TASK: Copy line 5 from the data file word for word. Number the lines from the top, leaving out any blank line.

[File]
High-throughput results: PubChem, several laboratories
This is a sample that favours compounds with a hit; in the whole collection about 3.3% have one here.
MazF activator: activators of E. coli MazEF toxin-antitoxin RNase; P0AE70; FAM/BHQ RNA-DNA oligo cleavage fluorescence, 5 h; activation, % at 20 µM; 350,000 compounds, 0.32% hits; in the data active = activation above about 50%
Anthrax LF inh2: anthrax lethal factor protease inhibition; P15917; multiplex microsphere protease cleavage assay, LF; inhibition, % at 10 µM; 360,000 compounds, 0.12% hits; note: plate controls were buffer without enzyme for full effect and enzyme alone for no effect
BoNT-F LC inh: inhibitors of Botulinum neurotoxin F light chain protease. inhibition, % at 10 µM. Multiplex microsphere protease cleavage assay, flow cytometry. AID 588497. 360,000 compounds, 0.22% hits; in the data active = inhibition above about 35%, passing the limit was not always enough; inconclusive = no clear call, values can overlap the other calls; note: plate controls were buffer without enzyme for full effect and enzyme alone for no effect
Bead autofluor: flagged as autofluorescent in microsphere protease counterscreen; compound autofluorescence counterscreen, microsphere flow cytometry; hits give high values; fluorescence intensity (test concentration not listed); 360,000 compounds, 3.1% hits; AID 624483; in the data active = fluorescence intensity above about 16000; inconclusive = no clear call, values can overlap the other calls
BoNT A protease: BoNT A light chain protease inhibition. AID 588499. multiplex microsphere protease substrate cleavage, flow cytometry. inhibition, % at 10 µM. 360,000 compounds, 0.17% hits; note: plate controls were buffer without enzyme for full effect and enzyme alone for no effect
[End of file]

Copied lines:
BoNT-F LC inh: inhibitors of Botulinum neurotoxin F light chain protease. inhibition, % at 10 µM. Multiplex microsphere protease cleavage assay, flow cytometry. AID 588497. 360,000 compounds, 0.22% hits; in the data active = inhibition above about 35%, passing the limit was not always enough; inconclusive = no clear call, values can overlap the other calls; note: plate controls were buffer without enzyme for full effect and enzyme alone for no effect